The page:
Welcome to the website woven for wordaholics, logolepts, and verbivores. Carnivores eat meat; herbivores eat plants and vegetables; verbivores devour words. If you are heels over head (as well as head over heels) in love with words, tarry here a while to graze or, perhaps, feast on the English language. Ours is the only language in which you drive in a parkway and park in a driveway and your nose can run and your feet can smell.

2019

 

This past Sunday, on the U-T editorial page, Pulitzer Prize-winning artist Steve Breen presented one of his signature political cartoons. On the left, labeled whistle-blower, was a whistle  and above it the wordSound.” On the right was a caricature of an apoplectic Donald Trump yelling, “. . . and fury signifying nothing.”

Steve has created an allusion to a speech near the end of Shakespeare’s tragedy Macbeth, in which Scottish king expresses his darkening vision of life: “It is a tale/Told by an idiot, full of sound and fury,/Signifying nothing.”

Centuries later, William Faulkner purloined a phrase from that speech for his novel The Sound and the Fury, which is indeed told by an idiot, Benjy Compson.

William Shakespeare was a busy and prolific writer who, in 25 years, turned out 37 long plays and co-authored several others, yet he still found time to provide titles for their books to generations of authors who return again and again to the well of his felicitous phrasing.

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This is the bicentennial year of the birth of American poet Walt Whitman, who, on May 31, 1819, entered the earthly stage on a farm at West Hills, Long Island. In 1855, he published the first edition (of six) of his collected poems titled Leaves of Grass.

“Simplicity is the glory of expression” and “The best writing has no lace on its sleeves,” Whitman proclaimed, so he demolished the status quo of formal poetry. He freed his verse from the constraints of strict meter and rhyme and uttered his “barbaric yawp” in free verse — meterless, rhymeless, but bursting with rhythmic energy. He is considered to be the father of free verse.

As Daniel Thomas Moran explains, “Poetry in those days still assumed the upper floor in the ivory tower of literature, and Whitman effectively took it out into the street.” He celebrated not only himself but the roiling urban America that was flexing its muscles in the mid-19th century: “I hear America singing, the varied carols I hear, / Those of mechanics, each one singing his as it should be blithe and strong, / The carpenter singing his as he measures his plank and beam” — and on and on to the mason, the boatman, the shoemaker and the wood-cutter.

Born two centuries ago, Walt Whitman was our nation’s first modern poet. He created poetry the likes of which had never before been written and read. He gave America a voice to sing of itself.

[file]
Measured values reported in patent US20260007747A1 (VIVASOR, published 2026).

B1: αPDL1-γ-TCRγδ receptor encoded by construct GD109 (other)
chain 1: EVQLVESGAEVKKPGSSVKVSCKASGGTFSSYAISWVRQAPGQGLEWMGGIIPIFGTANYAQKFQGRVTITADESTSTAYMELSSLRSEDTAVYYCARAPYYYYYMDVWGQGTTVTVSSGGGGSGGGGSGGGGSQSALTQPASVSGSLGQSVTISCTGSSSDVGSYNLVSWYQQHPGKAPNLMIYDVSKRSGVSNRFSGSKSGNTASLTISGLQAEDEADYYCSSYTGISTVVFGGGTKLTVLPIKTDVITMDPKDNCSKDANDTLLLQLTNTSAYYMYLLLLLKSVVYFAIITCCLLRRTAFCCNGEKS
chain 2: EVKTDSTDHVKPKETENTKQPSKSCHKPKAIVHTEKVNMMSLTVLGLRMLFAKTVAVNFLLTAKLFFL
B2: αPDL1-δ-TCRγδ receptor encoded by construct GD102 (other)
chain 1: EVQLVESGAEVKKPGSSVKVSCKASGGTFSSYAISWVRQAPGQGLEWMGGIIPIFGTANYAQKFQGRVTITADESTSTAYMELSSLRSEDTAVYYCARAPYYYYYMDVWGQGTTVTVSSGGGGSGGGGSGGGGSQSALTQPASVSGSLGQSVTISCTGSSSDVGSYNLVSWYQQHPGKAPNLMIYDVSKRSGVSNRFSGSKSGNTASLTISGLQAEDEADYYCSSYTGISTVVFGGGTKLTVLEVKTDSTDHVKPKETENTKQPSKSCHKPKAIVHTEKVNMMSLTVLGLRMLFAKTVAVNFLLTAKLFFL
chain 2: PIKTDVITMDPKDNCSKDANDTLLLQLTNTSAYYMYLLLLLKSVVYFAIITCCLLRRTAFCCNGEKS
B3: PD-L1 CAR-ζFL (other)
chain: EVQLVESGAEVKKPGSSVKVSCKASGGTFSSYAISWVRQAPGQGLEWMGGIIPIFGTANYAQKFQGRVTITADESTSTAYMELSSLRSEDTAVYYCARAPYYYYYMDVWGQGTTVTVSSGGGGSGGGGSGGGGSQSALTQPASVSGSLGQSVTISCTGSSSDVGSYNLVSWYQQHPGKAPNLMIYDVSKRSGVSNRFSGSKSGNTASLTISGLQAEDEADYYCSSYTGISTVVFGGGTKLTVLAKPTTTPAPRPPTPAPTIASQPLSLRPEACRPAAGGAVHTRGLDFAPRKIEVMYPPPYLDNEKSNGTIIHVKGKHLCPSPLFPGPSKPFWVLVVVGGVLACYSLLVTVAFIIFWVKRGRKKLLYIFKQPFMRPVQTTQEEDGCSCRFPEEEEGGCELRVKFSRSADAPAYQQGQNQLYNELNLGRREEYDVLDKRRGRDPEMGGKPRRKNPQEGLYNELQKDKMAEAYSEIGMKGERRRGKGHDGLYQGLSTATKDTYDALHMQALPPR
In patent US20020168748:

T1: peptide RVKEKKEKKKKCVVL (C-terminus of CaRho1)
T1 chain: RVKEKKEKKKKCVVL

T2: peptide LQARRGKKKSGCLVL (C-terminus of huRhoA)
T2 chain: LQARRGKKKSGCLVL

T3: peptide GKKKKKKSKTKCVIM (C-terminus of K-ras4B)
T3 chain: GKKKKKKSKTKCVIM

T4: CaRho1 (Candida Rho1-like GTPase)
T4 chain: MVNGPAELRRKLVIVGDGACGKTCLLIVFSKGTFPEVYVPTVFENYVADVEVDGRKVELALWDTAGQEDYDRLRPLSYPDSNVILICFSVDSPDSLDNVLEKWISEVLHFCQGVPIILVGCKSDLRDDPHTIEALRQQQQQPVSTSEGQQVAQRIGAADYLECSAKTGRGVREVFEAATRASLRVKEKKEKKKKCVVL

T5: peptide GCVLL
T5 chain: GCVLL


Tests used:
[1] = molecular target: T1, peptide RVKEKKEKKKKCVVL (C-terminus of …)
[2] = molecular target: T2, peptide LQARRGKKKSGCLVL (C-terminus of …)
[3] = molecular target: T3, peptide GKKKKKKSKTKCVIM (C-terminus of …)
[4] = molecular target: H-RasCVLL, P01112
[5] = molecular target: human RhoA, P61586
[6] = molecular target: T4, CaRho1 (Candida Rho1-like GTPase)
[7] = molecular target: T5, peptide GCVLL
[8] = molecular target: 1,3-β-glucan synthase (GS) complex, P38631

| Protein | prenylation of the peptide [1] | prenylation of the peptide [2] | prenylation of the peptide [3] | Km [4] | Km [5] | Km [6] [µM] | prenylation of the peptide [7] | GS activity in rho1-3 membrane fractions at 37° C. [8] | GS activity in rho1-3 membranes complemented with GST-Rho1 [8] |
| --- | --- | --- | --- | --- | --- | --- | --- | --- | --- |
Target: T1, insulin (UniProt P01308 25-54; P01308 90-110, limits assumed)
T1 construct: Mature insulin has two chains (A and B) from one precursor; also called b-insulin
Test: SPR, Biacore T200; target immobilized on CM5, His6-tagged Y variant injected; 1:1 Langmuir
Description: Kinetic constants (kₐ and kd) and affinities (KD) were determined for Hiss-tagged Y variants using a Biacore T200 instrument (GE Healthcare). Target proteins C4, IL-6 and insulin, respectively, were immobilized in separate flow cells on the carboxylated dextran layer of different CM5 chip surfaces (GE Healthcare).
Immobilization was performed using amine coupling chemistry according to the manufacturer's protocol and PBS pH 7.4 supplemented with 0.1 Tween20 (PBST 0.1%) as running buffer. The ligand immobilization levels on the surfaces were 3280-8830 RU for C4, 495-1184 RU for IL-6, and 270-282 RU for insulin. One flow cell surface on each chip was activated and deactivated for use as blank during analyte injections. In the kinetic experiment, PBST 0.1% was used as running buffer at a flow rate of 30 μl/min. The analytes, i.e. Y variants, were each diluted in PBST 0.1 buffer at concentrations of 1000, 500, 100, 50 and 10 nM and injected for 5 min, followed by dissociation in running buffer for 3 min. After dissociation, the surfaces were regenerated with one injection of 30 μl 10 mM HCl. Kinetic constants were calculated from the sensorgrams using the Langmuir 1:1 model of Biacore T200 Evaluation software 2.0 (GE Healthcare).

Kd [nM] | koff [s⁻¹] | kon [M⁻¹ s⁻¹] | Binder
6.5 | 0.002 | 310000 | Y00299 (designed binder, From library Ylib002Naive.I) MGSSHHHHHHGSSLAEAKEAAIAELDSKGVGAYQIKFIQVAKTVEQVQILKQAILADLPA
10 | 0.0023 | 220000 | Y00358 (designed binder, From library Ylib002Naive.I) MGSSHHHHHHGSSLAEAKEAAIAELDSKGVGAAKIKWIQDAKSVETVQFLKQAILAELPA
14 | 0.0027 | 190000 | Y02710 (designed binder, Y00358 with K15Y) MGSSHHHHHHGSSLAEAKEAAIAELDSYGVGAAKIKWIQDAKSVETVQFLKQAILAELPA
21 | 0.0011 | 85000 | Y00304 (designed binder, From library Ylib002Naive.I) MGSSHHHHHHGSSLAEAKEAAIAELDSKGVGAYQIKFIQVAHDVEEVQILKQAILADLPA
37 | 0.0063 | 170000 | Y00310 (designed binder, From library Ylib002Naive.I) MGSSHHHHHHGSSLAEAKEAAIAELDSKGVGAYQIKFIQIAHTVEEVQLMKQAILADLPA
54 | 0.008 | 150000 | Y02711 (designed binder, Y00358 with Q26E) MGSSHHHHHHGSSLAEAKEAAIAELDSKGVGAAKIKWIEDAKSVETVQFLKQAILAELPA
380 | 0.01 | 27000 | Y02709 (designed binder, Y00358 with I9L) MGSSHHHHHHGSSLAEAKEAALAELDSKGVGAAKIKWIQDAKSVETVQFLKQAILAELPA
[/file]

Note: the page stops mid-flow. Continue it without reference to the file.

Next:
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The recent release of Celia Watson’s book Semicolon has generated some buzz about that increasingly rare mark of punctuation that looks like a comma with a period floating above it.

A number of writers, often American, find the semicolon repugnant, repulsive and revolting. “The most pusillanimous, sissified, utterly useless mark of punctuation ever invented,” the grammarian James J. Kilpatrick declared. “All they do is show you’ve been to college,” smirked novelist Kurt Vonnegut. “Ugly as a tick on a dog’s belly,” sneered novelist Donald Barthelme.

Au contraire. I find the semicolon to be useful mark to represent a stop whose strength registers between that of a comma and a period — between a pause and a hard stop. Take one example: “Mary won the beauty contest; her uncle was one of the judges.” Here the semicolon, more than the alternative period, suggests a connection between the two statements.

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This past weekend I spoke at Who Con, a convention in Mission Valley for fans of Doctor Who, hero of the perennial British television series. Ooops. I should have written Whom Con, since the name of the convention is the object of spoke at.

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Many of you will recognize the For Dummies series of instructional books, including Investing for Dummies and Sudoku for Dummies. I’m pleased to report that I have written three books to that franchise — Ventriloquism for Dummies, Crash Testing for Dummies and Mensa for Dummies.

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Quote of the month: “We’ve heard that a million monkeys banging on a million typewriters will eventually produce a masterpiece. Now, thanks to the internet, we know that this is not true.” –Eyler Coates